How to improve the availability of veterinary vaccines in Europe

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How to improve the availability of veterinary vaccines in Europe

EMA publishes workshop report on requirements for the authorisation of vaccines

The European Medicines Agency (EMA) has published today the outcome of a workshop which explored how to ensure the availability of veterinary vaccines in the European Union (EU).

The availability of a wide range of veterinary vaccines is critical for the protection of animal health. Veterinary vaccines may protect human health, too, in those cases where they are used to prevent outbreaks of diseases in animals that can be transmitted to man, especially in animals that are intended for human consumption. Vaccines can also reduce the need for antibiotics, helping to stem the risk of antimicrobial resistance.

The workshop was jointly organised by EMA and Heads of Medicines Agencies (HMA) on 25 March 2015 and brought together experts from national competent authorities, the veterinary/pharmaceutical industry, and EMA. The participants examined the reasons why more veterinary vaccines are not currently available and discussed if the level of requirements for the authorisation of veterinary vaccines in the current legal framework is well balanced or might in some cases discourage potential applicants.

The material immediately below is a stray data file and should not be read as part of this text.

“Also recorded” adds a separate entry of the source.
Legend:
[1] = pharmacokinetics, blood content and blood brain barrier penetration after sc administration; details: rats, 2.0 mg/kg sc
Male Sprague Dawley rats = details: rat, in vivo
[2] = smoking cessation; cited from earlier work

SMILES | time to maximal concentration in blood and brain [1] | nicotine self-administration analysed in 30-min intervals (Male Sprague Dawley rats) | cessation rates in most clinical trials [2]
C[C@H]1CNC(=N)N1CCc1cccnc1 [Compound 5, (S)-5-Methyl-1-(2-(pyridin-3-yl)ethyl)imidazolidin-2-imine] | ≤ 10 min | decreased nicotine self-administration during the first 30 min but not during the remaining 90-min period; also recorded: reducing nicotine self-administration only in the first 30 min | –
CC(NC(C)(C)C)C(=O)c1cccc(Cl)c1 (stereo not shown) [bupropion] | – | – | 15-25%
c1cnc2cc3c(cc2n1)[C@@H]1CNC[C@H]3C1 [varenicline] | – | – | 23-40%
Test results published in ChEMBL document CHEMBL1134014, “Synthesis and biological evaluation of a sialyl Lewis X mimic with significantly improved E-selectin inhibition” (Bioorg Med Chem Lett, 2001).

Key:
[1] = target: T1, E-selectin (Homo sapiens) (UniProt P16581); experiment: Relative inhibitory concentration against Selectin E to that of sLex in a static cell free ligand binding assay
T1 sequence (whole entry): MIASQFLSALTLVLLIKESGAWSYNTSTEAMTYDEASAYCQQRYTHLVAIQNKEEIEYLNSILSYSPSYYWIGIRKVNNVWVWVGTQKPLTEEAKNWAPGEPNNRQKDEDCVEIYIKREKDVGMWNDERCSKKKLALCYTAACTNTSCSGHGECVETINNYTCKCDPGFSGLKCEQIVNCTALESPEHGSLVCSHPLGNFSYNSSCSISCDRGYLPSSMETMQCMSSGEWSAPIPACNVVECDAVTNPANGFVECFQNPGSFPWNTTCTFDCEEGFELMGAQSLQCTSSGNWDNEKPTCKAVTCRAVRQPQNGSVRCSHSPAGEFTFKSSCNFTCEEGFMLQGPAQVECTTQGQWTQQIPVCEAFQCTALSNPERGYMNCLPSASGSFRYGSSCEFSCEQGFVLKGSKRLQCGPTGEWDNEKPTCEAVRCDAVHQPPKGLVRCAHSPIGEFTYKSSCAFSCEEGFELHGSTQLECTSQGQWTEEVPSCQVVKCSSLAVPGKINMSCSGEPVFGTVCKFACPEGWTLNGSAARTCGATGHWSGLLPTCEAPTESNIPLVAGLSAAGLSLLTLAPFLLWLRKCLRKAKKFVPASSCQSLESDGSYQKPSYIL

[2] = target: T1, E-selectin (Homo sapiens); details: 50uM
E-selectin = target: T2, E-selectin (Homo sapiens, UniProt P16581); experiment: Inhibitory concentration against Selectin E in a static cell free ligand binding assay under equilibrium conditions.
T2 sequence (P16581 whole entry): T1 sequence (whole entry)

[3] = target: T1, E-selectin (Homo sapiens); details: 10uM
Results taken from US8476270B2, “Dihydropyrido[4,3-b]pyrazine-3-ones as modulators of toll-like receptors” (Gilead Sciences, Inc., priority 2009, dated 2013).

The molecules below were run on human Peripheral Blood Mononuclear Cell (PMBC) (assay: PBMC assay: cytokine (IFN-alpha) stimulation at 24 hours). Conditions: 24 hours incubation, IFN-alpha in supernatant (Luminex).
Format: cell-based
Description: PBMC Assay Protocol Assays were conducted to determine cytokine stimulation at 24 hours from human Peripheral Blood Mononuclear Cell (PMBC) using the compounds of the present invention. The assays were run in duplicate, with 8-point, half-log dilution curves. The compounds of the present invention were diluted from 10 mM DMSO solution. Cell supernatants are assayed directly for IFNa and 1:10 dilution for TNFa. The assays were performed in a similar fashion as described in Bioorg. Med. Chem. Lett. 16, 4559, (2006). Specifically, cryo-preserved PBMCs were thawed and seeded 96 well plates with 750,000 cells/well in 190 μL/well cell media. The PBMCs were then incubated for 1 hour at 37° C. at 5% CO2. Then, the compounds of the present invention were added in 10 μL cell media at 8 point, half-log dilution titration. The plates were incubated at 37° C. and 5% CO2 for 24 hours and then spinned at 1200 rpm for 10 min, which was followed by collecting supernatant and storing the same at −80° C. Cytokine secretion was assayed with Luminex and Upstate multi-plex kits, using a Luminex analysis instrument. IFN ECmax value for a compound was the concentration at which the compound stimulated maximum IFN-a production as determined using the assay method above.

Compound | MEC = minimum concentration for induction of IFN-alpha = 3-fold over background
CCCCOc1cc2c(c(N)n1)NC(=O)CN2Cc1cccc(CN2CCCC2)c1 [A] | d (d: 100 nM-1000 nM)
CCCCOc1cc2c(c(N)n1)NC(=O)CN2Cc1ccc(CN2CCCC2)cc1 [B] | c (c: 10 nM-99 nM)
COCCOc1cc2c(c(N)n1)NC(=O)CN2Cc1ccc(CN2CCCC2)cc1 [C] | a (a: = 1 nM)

The workshop concluded that several factors combine to make the EU market less attractive for the authorisation of vaccines than other regions which might lead to a lack of availability of certain vaccines. The reasons for reduced availability are complex and multifactorial and differ depending on the type of vaccine concerned, such as vaccines for companion animals, for livestock, for treating major diseases, for treating minor diseases, or for treating outbreaks of epizootics diseases such as Foot-and-Mouth disease or Bluetongue.

The workshop concluded with a series of recommendations intended to improve this situation whilst maintaining a high level of protection of animal and human health, and of the environment. These include:

  • increase predictability of regulatory outcomes for applicants through early and/or enhanced engagement in the development of scientific and administrative guidelines for veterinary vaccines;
  • identify and propose specific training for regulatory assessors to enhance consistency of assessment and share experience;
  • examine the feasibility of preparing lists of diseases for which vaccines are not available, and are therefore required, together with clear expectations of what would be needed for their authorisation;
  • examine the factors identified by the industry as constraining the availability of vaccines within the EU;
  • take the opportunity of the ongoing revision of the guidelines on data requirements for products for minor use, minor species (MUMS) to explore the scope for further reduction of data requirements for this type of product;
  • Use the outcome of the workshop to enrich the discussions on authorisation of vaccines in the European Council and Parliament on revision of the legislation governing veterinary medicines.

This meeting report and its recommendations will form the basis for a joint EMA/HMA action plan to improve the availability of veterinary vaccines in the EU, involving industry and other experts in its preparation and implementation.

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